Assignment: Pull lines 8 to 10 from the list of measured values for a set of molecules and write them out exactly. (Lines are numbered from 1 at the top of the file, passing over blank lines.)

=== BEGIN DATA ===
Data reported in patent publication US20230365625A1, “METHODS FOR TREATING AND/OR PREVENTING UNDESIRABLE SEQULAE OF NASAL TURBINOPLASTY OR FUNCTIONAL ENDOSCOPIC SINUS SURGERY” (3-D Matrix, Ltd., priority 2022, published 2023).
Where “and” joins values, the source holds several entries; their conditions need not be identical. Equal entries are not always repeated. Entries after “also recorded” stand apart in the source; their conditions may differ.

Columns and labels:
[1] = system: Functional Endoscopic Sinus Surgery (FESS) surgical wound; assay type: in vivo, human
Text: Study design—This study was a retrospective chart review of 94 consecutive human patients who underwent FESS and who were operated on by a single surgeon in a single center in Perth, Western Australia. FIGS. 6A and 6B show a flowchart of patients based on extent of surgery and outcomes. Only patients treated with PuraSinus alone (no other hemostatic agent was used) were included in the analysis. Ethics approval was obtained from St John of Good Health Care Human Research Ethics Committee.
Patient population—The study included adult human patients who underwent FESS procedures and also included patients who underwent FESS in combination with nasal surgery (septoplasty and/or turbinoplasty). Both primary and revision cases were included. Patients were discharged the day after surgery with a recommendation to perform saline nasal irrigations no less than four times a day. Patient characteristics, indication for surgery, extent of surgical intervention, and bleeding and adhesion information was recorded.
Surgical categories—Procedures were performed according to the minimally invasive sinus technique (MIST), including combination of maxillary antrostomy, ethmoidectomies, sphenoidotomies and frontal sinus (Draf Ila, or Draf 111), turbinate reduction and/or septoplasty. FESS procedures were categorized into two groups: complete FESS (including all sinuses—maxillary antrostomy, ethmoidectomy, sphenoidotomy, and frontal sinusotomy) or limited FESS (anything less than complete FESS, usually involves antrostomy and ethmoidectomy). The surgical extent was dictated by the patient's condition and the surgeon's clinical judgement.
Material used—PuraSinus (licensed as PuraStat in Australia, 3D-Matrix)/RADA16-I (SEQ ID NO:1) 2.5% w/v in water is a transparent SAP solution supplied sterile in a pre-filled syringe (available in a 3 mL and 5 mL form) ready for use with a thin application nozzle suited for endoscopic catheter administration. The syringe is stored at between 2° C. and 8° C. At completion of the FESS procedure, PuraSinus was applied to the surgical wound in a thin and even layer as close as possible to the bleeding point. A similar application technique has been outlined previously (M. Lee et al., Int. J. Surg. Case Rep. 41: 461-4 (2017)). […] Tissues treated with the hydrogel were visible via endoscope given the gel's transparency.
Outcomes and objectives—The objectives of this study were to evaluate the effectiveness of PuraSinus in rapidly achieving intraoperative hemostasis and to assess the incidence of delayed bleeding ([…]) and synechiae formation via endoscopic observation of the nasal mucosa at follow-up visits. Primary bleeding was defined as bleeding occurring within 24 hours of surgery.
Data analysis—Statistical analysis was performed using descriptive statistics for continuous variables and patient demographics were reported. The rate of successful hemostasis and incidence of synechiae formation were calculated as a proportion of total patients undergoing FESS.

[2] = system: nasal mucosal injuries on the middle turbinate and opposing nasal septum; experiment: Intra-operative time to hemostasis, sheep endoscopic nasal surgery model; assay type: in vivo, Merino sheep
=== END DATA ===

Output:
Material used—PuraSinus (licensed as PuraStat in Australia, 3D-Matrix)/RADA16-I (SEQ ID NO:1) 2.5% w/v in water is a transparent SAP solution supplied sterile in a pre-filled syringe (available in a 3 mL and 5 mL form) ready for use with a thin application nozzle suited for endoscopic catheter administration. The syringe is stored at between 2° C. and 8° C. At completion of the FESS procedure, PuraSinus was applied to the surgical wound in a thin and even layer as close as possible to the bleeding point. A similar application technique has been outlined previously (M. Lee et al., Int. J. Surg. Case Rep. 41: 461-4 (2017)). […] Tissues treated with the hydrogel were visible via endoscope given the gel's transparency.
Outcomes and objectives—The objectives of this study were to evaluate the effectiveness of PuraSinus in rapidly achieving intraoperative hemostasis and to assess the incidence of delayed bleeding ([…]) and synechiae formation via endoscopic observation of the nasal mucosa at follow-up visits. Primary bleeding was defined as bleeding occurring within 24 hours of surgery.
Data analysis—Statistical analysis was performed using descriptive statistics for continuous variables and patient demographics were reported. The rate of successful hemostasis and incidence of synechiae formation were calculated as a proportion of total patients undergoing FESS.